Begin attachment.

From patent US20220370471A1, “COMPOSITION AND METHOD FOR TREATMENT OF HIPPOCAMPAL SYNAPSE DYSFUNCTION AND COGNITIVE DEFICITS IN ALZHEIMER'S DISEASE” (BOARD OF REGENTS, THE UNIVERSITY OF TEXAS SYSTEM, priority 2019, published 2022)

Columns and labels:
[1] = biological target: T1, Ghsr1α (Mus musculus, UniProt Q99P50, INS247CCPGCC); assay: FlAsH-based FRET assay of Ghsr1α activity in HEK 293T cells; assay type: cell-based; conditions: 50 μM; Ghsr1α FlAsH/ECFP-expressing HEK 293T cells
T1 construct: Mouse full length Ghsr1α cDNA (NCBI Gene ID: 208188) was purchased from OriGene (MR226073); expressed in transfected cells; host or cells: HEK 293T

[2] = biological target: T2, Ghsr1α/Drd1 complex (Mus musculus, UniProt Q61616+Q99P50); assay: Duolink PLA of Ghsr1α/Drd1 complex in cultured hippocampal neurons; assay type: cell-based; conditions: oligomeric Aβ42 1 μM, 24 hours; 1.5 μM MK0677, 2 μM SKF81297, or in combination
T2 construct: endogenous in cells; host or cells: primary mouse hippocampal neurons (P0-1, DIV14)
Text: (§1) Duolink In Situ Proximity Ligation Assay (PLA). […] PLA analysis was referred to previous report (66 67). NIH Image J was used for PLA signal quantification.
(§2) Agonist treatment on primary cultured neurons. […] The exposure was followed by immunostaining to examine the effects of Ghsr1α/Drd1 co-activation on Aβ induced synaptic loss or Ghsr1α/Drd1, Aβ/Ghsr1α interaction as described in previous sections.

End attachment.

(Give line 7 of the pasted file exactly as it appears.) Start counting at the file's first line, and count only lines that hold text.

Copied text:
Text: (§1) Duolink In Situ Proximity Ligation Assay (PLA). […] PLA analysis was referred to previous report (66 67). NIH Image J was used for PLA signal quantification.